" A little book with a lot of ideas to ruminate on. It's a good compact guide with the steps to attain nirvana. "

  • 5 out of 55 out of 55 out of 55 out of 55 out of 5 Jozef Blazej | 12/19/2013

    " Great, easy to digest spiritual guide. The poetic styling and common sense karmatic teachings make the Dhammapada an enjoyable undertaking. Full of meaningful and concise passages, the book is easy to quote in any setting. The peaceful, cyclical teachings of Buddhism come to life. "

  • 3 out of 53 out of 53 out of 53 out of 53 out of 5 Misha | 12/19/2013

    " I read this for an Asian history class in college. I remember liking it and finding it profound, but nearly two decades later can't for the life of me remember what it said. "

  • 1 out of 51 out of 51 out of 51 out of 51 out of 5 Amanda | 11/29/2013

    " My problem is not with the text itself, but with the terrible translation and edit by Mueller. This version of the Dhammapada is painted over with Western religious terms to the point that I found my reading distracted. I'd recommend another entirely, even in a pinch. "

  • 4 out of 54 out of 54 out of 54 out of 54 out of 5 Scott M | 10/7/2013

    " "All that we are is the result of what we have thought: it is founded on our thoughts, it is made up of our thoughts. If a man speaks or acts with a pure thought, happiness follows him, like a shadow that never leaves him." "

  • 4 out of 54 out of 54 out of 54 out of 54 out of 5 Levi Tinney | 9/19/2013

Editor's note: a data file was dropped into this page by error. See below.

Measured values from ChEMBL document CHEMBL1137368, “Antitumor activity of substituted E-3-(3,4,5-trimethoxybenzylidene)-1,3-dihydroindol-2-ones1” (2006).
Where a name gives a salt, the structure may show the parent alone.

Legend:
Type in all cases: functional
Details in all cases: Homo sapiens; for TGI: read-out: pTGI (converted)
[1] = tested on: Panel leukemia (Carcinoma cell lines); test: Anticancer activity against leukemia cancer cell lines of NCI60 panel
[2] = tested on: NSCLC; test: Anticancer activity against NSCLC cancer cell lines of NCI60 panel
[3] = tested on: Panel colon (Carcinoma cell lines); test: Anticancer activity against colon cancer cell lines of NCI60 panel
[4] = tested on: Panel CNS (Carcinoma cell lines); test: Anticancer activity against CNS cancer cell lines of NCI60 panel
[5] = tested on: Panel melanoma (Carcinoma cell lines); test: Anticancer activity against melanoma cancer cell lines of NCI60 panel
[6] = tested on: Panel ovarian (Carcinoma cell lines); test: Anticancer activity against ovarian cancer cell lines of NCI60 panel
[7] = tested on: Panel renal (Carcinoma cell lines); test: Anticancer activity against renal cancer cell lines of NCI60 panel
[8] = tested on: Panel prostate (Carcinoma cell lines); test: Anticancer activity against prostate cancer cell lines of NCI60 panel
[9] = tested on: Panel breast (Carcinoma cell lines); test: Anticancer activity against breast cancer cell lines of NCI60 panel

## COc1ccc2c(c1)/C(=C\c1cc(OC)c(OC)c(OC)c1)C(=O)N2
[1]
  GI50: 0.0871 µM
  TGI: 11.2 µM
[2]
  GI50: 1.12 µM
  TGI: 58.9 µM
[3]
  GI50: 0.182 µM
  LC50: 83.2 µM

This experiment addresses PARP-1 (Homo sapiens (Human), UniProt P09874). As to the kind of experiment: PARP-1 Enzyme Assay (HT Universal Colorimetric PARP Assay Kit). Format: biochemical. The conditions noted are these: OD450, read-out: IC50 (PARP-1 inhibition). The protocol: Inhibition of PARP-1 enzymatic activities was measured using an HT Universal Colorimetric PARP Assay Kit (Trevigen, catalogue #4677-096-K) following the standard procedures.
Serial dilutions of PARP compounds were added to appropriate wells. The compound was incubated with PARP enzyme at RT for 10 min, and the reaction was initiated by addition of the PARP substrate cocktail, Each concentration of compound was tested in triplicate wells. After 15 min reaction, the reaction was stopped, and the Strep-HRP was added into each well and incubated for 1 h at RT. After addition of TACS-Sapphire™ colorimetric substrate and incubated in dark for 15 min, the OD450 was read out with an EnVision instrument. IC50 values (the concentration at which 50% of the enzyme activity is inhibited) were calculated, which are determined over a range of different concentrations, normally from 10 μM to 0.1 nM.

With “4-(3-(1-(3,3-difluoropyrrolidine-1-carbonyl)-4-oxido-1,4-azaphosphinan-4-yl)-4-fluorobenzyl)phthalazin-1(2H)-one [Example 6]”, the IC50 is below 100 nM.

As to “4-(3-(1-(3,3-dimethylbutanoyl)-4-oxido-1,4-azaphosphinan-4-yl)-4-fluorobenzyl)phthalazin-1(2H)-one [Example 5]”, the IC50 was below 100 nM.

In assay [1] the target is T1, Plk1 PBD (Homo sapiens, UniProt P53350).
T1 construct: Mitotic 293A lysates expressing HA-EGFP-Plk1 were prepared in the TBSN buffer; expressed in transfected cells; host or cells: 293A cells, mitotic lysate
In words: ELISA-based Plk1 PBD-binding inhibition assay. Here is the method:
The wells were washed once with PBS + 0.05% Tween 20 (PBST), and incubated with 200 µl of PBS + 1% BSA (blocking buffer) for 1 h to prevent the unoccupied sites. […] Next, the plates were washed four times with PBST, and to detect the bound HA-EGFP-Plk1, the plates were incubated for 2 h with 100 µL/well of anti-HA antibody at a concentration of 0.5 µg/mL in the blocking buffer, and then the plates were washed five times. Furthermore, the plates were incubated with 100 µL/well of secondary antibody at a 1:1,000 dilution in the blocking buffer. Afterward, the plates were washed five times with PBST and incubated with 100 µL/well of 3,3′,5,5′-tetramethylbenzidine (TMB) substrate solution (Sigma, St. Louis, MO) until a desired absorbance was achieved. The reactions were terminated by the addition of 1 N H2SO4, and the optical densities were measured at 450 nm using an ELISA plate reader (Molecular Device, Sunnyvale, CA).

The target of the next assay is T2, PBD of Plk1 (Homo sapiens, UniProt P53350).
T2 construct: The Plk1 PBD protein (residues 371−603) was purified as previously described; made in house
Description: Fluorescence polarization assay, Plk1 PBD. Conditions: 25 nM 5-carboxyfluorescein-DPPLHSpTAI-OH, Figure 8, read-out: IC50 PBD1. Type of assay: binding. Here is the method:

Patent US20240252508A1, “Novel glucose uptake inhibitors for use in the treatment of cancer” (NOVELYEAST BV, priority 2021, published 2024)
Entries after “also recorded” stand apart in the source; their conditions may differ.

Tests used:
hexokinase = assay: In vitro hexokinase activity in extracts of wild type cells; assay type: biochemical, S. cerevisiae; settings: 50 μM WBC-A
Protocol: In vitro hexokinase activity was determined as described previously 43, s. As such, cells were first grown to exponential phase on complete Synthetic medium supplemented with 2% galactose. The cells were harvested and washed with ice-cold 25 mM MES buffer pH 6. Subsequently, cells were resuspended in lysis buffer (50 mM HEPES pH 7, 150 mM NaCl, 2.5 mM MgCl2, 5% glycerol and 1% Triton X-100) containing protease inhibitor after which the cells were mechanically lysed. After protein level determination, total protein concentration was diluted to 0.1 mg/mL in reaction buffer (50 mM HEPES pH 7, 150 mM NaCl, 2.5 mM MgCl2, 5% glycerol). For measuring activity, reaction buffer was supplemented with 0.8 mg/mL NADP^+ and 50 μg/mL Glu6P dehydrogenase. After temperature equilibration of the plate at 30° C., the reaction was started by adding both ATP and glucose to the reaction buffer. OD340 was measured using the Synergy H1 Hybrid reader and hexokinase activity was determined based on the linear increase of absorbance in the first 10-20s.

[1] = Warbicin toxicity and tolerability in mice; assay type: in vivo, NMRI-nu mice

" An old translation, which was a shame, but much of the quality of the teachings still shone through. "

  • 4 out of 54 out of 54 out of 54 out of 54 out of 5 Jon | 9/18/2013

    " You have to read this one a little at a time. Sort of works like the I-Ching. BTW Buddha is always correct, even when he's not. "

  • 2 out of 52 out of 52 out of 52 out of 52 out of 5 Espresso | 7/24/2013

    " This is a book with clear insight into mankind, a book that a person can never stop reading because on each attempt something new comes to the surface with a reminder that enlightenment cannot be attained through sloth and remaining within the comfortable confines of the status quo. "

  • 5 out of 55 out of 55 out of 55 out of 55 out of 5 Ian | 7/16/2013

    " This is a very inspiring book. "

  • 5 out of 55 out of 55 out of 55 out of 55 out of 5 O. Dazhi | 9/13/2012

    " Great translation. Simple in presentation with no fluff. "

  • 3 out of 53 out of 53 out of 53 out of 53 out of 5 Blain | 7/4/2012

    " I'm don't agree with all of the translations and if you are new to Buddhism I would suggest reading and learning from other sources before reading this, but I do think this is an interesting read after you have tackled some of the questions of Buddhism for yourself. "